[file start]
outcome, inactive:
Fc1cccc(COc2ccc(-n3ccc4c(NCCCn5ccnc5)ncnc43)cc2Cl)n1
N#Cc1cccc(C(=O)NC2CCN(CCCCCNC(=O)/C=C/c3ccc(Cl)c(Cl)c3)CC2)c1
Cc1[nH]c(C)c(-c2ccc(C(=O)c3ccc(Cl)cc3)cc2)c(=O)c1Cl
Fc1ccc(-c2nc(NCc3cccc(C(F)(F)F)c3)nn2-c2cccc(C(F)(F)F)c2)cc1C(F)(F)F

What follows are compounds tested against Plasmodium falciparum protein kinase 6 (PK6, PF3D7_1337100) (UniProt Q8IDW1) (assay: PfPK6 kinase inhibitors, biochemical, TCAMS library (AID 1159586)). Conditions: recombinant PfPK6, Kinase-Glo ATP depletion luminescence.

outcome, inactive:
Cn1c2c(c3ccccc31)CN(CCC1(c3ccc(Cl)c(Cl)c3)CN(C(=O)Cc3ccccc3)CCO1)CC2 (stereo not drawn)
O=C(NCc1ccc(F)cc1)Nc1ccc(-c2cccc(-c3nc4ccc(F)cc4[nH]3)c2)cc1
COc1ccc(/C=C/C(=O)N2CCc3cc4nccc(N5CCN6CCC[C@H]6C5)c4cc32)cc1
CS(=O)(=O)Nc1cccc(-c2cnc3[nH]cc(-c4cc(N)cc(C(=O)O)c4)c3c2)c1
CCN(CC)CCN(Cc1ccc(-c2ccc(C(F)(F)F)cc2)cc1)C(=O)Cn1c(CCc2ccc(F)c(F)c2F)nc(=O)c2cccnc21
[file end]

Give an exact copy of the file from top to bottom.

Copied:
outcome, inactive:
Fc1cccc(COc2ccc(-n3ccc4c(NCCCn5ccnc5)ncnc43)cc2Cl)n1
N#Cc1cccc(C(=O)NC2CCN(CCCCCNC(=O)/C=C/c3ccc(Cl)c(Cl)c3)CC2)c1
Cc1[nH]c(C)c(-c2ccc(C(=O)c3ccc(Cl)cc3)cc2)c(=O)c1Cl
Fc1ccc(-c2nc(NCc3cccc(C(F)(F)F)c3)nn2-c2cccc(C(F)(F)F)c2)cc1C(F)(F)F

What follows are compounds tested against Plasmodium falciparum protein kinase 6 (PK6, PF3D7_1337100) (UniProt Q8IDW1) (assay: PfPK6 kinase inhibitors, biochemical, TCAMS library (AID 1159586)). Conditions: recombinant PfPK6, Kinase-Glo ATP depletion luminescence.

outcome, inactive:
Cn1c2c(c3ccccc31)CN(CCC1(c3ccc(Cl)c(Cl)c3)CN(C(=O)Cc3ccccc3)CCO1)CC2 (stereo not drawn)
O=C(NCc1ccc(F)cc1)Nc1ccc(-c2cccc(-c3nc4ccc(F)cc4[nH]3)c2)cc1
COc1ccc(/C=C/C(=O)N2CCc3cc4nccc(N5CCN6CCC[C@H]6C5)c4cc32)cc1
CS(=O)(=O)Nc1cccc(-c2cnc3[nH]cc(-c4cc(N)cc(C(=O)O)c4)c3c2)c1
CCN(CC)CCN(Cc1ccc(-c2ccc(C(F)(F)F)cc2)cc1)C(=O)Cn1c(CCc2ccc(F)c(F)c2F)nc(=O)c2cccnc21